Xi asked Park to ‘tread carefully’ on U.S. missile defense system
Published : 2014-08-26 21:14
Updated : 2014-08-26 21:14
BEIJING (Yonhap) ― Chinese President Xi Jinping asked South Korean President Park Geun-hye to “tread carefully” over a U.S. move to deploy its advanced missile-defense system in South Korea during their July summit, two Seoul diplomatic sources said Tuesday.
Xi had raised the issue during his summit with Park in early July at a time Beijing was trying to improve relations with South Korea amid bitter territorial disputes with its Asian neighbors, including Japan, Vietnam and the Philippines. South Korea is a treaty ally of the U.S., which protected the South from aggression by North Korea and China during the 1950-53 Korean War.
South Korea is home to about 28,500 American troops and the top U.S. commander in South Korea, Gen. Curtis Scaparrotti, said in early June that Washington wants to deploy the THAAD (Theater High Altitude Area Defense) missiles to South Korea to better defend against missile threats from North Korea.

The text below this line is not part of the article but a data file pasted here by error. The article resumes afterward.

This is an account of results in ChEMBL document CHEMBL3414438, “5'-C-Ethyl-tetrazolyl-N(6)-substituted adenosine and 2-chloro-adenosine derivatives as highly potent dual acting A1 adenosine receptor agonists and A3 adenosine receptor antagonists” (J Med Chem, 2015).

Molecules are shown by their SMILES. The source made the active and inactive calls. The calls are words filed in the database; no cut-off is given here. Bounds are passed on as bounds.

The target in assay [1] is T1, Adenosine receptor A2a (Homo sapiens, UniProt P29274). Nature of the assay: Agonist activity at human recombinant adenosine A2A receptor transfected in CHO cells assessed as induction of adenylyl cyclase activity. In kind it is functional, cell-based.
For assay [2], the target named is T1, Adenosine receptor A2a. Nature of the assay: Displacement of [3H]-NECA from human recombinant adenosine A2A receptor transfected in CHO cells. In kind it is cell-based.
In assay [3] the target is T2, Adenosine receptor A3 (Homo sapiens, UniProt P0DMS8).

China and Russia have voiced concerns over the U.S. move to deploy the new missile-defense shield to the southern part of the Korean Peninsula.
Former South Korean defense minister Kim Kwan-jin, who now serves as the top national security adviser to Park, told lawmakers on June 18 that it would be “no matter” if the U.S. troops stationed in South Korea deploy the THAAD to the country.
“During the summit talks, President Xi told President Park that it needs to tread carefully over the issue of the THAAD deployment (to South Korea),” a diplomatic source who was briefed about the July summit told Yonhap News Agency.
It was not known how Park responded to Xi’s call.
Another diplomatic source said Park and Xi discussed the issue “in a specific manner” during the summit, but declined to elaborate on specifics of the discussion.
In spite of international sanctions, North Korea continues to pose security threats to Northeast Asia and beyond, by developing its nuclear and ballistic missile programs.
North Korea, which has conducted three nuclear tests since 2006, has threatened to conduct a “new form of nuclear test.”
South Korea and the U.S. have called on China to play a greater role in leading North Korea to give up its nuclear weapons, but Beijing‘s diplomacy still appears to put its priority on stability, rather than the denuclearization of North Korea.